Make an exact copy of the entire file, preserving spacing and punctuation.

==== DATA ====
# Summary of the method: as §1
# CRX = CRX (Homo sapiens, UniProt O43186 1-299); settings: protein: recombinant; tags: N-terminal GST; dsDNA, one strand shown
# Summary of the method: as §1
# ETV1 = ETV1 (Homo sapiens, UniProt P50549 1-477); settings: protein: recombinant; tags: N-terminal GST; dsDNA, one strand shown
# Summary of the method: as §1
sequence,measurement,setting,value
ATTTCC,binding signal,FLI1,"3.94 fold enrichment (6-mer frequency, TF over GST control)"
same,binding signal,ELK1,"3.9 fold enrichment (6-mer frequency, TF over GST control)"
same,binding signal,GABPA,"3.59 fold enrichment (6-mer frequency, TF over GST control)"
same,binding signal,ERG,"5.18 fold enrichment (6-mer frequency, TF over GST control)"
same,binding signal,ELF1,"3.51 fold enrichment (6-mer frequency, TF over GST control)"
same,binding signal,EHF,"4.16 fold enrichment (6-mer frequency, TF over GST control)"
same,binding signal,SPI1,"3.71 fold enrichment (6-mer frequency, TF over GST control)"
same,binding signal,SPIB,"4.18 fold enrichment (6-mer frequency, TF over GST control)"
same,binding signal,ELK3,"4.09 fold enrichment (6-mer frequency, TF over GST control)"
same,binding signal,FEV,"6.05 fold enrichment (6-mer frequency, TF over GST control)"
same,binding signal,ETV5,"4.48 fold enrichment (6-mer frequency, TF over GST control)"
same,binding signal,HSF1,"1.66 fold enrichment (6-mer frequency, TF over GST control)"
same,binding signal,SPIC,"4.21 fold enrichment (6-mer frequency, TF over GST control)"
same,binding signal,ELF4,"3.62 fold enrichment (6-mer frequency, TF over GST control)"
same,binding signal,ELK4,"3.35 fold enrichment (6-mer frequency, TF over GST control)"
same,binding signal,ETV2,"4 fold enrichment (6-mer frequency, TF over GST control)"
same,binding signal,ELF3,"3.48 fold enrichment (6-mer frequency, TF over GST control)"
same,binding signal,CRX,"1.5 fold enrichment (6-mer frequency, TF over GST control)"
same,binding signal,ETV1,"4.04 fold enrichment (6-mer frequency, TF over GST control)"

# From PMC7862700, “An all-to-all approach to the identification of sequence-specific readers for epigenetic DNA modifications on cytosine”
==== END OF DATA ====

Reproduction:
# Summary of the method: as §1
# CRX = CRX (Homo sapiens, UniProt O43186 1-299); settings: protein: recombinant; tags: N-terminal GST; dsDNA, one strand shown
# Summary of the method: as §1
# ETV1 = ETV1 (Homo sapiens, UniProt P50549 1-477); settings: protein: recombinant; tags: N-terminal GST; dsDNA, one strand shown
# Summary of the method: as §1
sequence,measurement,setting,value
ATTTCC,binding signal,FLI1,"3.94 fold enrichment (6-mer frequency, TF over GST control)"
same,binding signal,ELK1,"3.9 fold enrichment (6-mer frequency, TF over GST control)"
same,binding signal,GABPA,"3.59 fold enrichment (6-mer frequency, TF over GST control)"
same,binding signal,ERG,"5.18 fold enrichment (6-mer frequency, TF over GST control)"
same,binding signal,ELF1,"3.51 fold enrichment (6-mer frequency, TF over GST control)"
same,binding signal,EHF,"4.16 fold enrichment (6-mer frequency, TF over GST control)"
same,binding signal,SPI1,"3.71 fold enrichment (6-mer frequency, TF over GST control)"
same,binding signal,SPIB,"4.18 fold enrichment (6-mer frequency, TF over GST control)"
same,binding signal,ELK3,"4.09 fold enrichment (6-mer frequency, TF over GST control)"
same,binding signal,FEV,"6.05 fold enrichment (6-mer frequency, TF over GST control)"
same,binding signal,ETV5,"4.48 fold enrichment (6-mer frequency, TF over GST control)"
same,binding signal,HSF1,"1.66 fold enrichment (6-mer frequency, TF over GST control)"
same,binding signal,SPIC,"4.21 fold enrichment (6-mer frequency, TF over GST control)"
same,binding signal,ELF4,"3.62 fold enrichment (6-mer frequency, TF over GST control)"
same,binding signal,ELK4,"3.35 fold enrichment (6-mer frequency, TF over GST control)"
same,binding signal,ETV2,"4 fold enrichment (6-mer frequency, TF over GST control)"
same,binding signal,ELF3,"3.48 fold enrichment (6-mer frequency, TF over GST control)"
same,binding signal,CRX,"1.5 fold enrichment (6-mer frequency, TF over GST control)"
same,binding signal,ETV1,"4.04 fold enrichment (6-mer frequency, TF over GST control)"

# From PMC7862700, “An all-to-all approach to the identification of sequence-specific readers for epigenetic DNA modifications on cytosine”